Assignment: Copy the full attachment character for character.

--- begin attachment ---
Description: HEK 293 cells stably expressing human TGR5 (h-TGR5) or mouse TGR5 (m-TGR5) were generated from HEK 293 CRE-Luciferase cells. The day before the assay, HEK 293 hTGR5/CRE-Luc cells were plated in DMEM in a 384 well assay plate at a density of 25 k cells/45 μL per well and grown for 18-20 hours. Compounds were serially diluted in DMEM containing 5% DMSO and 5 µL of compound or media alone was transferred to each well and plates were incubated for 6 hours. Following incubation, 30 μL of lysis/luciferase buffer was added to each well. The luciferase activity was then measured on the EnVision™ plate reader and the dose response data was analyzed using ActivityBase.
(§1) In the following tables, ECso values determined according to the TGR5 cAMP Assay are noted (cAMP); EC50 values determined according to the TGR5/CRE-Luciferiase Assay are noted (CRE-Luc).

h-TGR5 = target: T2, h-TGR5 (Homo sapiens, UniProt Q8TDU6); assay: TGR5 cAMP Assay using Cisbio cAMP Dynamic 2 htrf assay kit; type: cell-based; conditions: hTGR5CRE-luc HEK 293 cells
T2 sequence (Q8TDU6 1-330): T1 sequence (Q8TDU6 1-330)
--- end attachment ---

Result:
Description: HEK 293 cells stably expressing human TGR5 (h-TGR5) or mouse TGR5 (m-TGR5) were generated from HEK 293 CRE-Luciferase cells. The day before the assay, HEK 293 hTGR5/CRE-Luc cells were plated in DMEM in a 384 well assay plate at a density of 25 k cells/45 μL per well and grown for 18-20 hours. Compounds were serially diluted in DMEM containing 5% DMSO and 5 µL of compound or media alone was transferred to each well and plates were incubated for 6 hours. Following incubation, 30 μL of lysis/luciferase buffer was added to each well. The luciferase activity was then measured on the EnVision™ plate reader and the dose response data was analyzed using ActivityBase.
(§1) In the following tables, ECso values determined according to the TGR5 cAMP Assay are noted (cAMP); EC50 values determined according to the TGR5/CRE-Luciferiase Assay are noted (CRE-Luc).

h-TGR5 = target: T2, h-TGR5 (Homo sapiens, UniProt Q8TDU6); assay: TGR5 cAMP Assay using Cisbio cAMP Dynamic 2 htrf assay kit; type: cell-based; conditions: hTGR5CRE-luc HEK 293 cells
T2 sequence (Q8TDU6 1-330): T1 sequence (Q8TDU6 1-330)